Cyprus on Thursday concluded its multi-billion-euro bailout programme with the European Union’s rescue fund as it battles back from a financial crisis that ravaged its banking sector.
In a sign of the Mediterranean island’s improving fortunes, the Cypriot authorities did not need the last €2.7 billion of the 10-billion-euro loan package, partly funded by the International Monetary Fund.
European Commission vice president Valdis Dombrovskis praised the Cypriot authorities and people for “doing what was needed to heal the economy”.
Council President Donald Tusk headed for talks today (15 March) in both Nicosia and Ankara, as part of a bid to finalise terms of an EU deal with Turkey to curb the flow of migrants to Europe, EU sources said.
Cyprus is due to finish repaying loans of 6.3 billion euros from the European Stability Mechanism (ESM) by 2031. It also borrowed around one billion euros from the IMF under the April 2013 bailout deal.
ESM managing director Klaus Regling described Cyprus as “the euro area’s latest success story,” following Ireland, Spain, and Portugal which have also exited European bailout programmes.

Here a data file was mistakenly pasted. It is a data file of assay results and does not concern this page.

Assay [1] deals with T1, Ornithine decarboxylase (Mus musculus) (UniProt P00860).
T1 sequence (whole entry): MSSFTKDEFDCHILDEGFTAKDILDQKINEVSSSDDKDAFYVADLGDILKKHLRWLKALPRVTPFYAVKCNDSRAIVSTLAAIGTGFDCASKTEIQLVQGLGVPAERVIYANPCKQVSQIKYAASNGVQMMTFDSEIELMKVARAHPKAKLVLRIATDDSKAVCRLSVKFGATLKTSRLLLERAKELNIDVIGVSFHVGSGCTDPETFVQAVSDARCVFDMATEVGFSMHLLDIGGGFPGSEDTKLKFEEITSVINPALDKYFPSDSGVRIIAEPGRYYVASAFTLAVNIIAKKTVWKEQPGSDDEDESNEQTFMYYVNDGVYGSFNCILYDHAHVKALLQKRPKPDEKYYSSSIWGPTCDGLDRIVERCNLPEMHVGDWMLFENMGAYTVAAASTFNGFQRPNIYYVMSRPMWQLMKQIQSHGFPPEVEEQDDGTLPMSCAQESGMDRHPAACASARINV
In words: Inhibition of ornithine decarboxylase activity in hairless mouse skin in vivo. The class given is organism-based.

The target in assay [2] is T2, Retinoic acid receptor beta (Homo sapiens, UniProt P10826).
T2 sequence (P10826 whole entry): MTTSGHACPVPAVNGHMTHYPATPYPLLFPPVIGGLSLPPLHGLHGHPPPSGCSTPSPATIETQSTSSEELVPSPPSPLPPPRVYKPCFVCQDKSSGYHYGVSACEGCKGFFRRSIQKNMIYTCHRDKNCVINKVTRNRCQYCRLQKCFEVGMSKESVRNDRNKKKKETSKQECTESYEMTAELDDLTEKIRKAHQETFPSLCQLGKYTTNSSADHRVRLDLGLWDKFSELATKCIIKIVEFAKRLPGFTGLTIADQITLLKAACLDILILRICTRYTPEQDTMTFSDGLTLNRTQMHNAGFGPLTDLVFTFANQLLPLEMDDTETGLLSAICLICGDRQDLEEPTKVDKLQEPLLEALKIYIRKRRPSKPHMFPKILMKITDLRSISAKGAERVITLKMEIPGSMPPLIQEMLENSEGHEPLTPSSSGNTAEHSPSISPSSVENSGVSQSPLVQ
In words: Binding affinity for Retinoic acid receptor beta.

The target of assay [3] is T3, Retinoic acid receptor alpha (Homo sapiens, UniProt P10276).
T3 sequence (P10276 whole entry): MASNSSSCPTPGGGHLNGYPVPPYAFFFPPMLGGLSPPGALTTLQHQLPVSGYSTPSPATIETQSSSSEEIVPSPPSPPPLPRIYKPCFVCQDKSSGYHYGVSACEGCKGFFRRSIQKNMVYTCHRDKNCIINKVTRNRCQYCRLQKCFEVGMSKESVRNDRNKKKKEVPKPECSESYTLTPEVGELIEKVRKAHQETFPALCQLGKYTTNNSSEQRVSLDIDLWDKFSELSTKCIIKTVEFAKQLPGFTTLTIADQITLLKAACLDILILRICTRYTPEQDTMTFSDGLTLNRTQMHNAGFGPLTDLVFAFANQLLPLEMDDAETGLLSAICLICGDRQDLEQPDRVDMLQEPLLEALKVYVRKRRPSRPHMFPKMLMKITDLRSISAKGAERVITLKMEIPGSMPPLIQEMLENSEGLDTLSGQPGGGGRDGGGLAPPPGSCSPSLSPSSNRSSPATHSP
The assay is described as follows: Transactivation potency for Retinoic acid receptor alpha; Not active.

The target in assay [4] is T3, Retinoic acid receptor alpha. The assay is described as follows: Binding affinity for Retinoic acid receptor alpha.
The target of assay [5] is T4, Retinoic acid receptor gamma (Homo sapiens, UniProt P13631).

“The country has managed to restore economic growth and repair public finances much faster than expected,” he said.
The Cypriot economy grew 1.6 percent in 2015, the strongest performance in seven years.
The rescue package was hammered out after the Cypriot government agreed to wind down its second-largest bank, Laiki, and impose losses on depositors in under-capitalised top lender Bank of Cyprus.
President Nicos Anastasiades addressed parliament yesterday (11 February) to try to convince Cypriots that a UN-backed peace deal is possible for the divided island, in a rare move by a Greek Cypriot leader.
Cyprus was also required to undertake tough austerity measures that saw wages slashed in the private and public sectors and increases in consumer taxes.
The measures sparked public anger in Cyprus, where dock worker in the second city of Limassol went on strike just last week in protest at government privatisation plans that are part of the reforms.
“The end of the programme is not the end of the reform agenda in Cyprus,” Regling said.
“More efforts are needed to reduce the non-performing loan ratio, continue labour market reforms, and maintain fiscal discipline.”